Clinton Franciscans celebrate past, present and future


By Barb Arland-Fye

Sister Sarah Martz, left, and Sister Janet Ryan profess perpetual vows with the Sisters of St. Francis of Clinton on July 20 during the Rite of Perpetual Profession and Jubilee Eucharistic Liturgy at Jesus Christ, Prince of Peace Church in Clinton.

CLINTON — Standing in the sanctuary of Jesus Christ, Prince of Peace Church eight Clinton Franciscans, marking milestones, radiated joy as churchgoers raised their arms in blessing over the women.
The Sisters of St. Francis of Clinton, associates, family members and friends were gathered for the Rite of Perpetual Profession and Jubilee Eucharistic Liturgy July 20 at Prince of Peace.
Bishop Martin Amos presided at the Mass during which Sisters Janet Ryan and Sarah Martz professed perpetual vows as Clinton Franciscans; Sisters Jane McCarthy and Ann Martinek renewed vows they first professed 60 years ago; and Sisters Ruth E. Westmoreland, Joyce Zarnik, Jeanne d’Arc Untz and Eileen Golby renewed vows they first professed 50 years ago. A week earlier, the community had welcomed Emily Brabham, a woman in her 20s, who is beginning formation with the Clinton Franciscans. She was among those in attendance at the Mass.
“It’s just particularly hopeful at this time,” Sister Anne Martin Phelan, president of the Clinton Franciscans, said after the Mass as she reflected on the addition of younger Sisters to the community. “These are wonderfully dedicated women. They are the future of the Clinton Franciscan family.”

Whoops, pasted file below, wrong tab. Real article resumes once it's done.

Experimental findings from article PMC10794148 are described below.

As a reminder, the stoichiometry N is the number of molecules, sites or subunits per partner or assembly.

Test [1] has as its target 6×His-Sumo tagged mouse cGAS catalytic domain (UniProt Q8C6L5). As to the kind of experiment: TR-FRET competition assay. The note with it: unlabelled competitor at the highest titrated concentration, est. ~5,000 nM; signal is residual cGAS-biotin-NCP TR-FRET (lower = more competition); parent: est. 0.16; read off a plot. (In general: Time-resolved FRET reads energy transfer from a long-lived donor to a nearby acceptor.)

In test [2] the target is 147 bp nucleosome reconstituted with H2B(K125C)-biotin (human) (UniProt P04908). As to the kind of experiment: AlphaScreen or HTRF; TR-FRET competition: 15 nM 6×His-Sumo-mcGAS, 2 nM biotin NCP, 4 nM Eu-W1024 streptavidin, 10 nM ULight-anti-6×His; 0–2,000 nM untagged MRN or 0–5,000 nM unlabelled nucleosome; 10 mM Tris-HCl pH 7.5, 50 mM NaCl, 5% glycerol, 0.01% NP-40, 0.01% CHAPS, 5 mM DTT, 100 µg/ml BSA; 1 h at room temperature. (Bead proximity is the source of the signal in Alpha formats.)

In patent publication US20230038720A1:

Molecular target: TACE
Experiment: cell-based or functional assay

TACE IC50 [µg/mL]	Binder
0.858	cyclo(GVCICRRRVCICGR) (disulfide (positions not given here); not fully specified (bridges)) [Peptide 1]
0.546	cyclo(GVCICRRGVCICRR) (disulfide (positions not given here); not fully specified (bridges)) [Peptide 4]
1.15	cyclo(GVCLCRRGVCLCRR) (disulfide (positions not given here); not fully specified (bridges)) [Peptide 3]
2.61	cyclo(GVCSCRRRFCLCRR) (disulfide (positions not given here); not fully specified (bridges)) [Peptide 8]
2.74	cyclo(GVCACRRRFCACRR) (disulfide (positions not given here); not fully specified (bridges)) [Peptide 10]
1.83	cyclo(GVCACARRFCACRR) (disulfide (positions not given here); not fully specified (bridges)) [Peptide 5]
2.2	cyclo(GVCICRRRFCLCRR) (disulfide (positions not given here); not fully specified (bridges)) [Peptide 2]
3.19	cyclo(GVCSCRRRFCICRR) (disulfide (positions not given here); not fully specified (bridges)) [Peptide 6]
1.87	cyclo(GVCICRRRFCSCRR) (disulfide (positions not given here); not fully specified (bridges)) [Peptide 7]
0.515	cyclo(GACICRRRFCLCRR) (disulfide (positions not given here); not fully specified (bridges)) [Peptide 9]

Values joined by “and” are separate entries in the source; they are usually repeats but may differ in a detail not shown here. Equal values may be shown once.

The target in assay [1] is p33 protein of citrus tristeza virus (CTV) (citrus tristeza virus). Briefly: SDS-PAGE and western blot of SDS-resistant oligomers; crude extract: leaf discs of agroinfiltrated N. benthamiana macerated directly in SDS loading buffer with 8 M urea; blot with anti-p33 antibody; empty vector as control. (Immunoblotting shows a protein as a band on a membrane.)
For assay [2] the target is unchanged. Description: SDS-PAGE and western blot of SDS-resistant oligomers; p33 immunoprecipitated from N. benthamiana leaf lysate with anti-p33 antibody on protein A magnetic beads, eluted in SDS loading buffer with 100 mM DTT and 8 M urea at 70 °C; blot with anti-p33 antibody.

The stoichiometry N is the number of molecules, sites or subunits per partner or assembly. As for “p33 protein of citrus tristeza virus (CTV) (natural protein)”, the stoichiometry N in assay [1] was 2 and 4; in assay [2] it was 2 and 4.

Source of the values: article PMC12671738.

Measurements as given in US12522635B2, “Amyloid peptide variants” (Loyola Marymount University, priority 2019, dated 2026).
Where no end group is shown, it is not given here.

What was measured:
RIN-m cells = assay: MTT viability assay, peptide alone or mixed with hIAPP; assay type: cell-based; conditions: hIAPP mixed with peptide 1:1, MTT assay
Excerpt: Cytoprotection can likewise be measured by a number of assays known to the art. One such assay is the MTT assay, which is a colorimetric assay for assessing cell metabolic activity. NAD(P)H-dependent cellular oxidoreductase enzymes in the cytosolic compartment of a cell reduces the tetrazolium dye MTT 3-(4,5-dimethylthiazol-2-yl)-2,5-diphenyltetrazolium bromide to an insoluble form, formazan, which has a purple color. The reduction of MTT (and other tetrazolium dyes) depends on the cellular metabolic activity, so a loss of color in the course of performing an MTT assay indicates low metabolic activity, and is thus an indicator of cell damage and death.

In his homily, Bishop Amos noted that for all the Sisters the book of life is still being written. “But you have the outline both from the Scriptures and from your charism (spiritual graces, or gifts) as Franciscans.
“The Scriptures clearly state where the Spirit is to lead you: heartfelt compassion toward your Sisters in community, toward the poor and to those in need, to kindness and humility, to gentleness and patience, to forgiveness and patience, and to bonds of perfection, love.”
Bishop Amos observed that both St. Francis and St. Clare “had a love for the ‘poor Christ’ who emptied himself to become human. You are likewise to have that concern.” And, he added, the community’s charism also calls the Sisters “to be one with creation.”
Like the other members of their community, Sisters Janet and Sarah have taken their charism to heart.
Sr. Janet’s story
Sr. Janet is the founding community leader of L’Arche in St. Louis. L’Arche is an international, faith-based federation of communities where individuals with and without intellectual disabilities share life. All but one member of the St. Louis L’Arche community attended the Mass and luncheon afterwards. Also attending were members of Sr. Janet’s family: her father, sister and her family, a brother and his wife. Sr. Janet’s mother, Phyllis, died two-and-a-half years ago, but Sr. Janet had a prayer card with her as a visible reminder of her mother’s presence at the joyful occasion.
The third of four children of Jim and Phyllis, Sr. Janet, 49, grew up in Woburn, Mass., with a love and a gift for sports. She graduated from the University of Connecticut and later earned a Master of Arts in Pastoral Ministry from St. John’s University, near Boston.
During her young adult years, she visited her great-aunt, Sister Robert Power, a Clinton Franciscan, at the community’s motherhouse. Sr. Robert encouraged Janet to pray with her to ask God to send more laborers into the vineyard. It never dawned on Janet that she might be one of the potential laborers in Sr. Robert’s prayer! “She never once said to me, ‘Do you have a vocation, do you want to be a Sister?’ She knew that if she had, I would have run the other way.”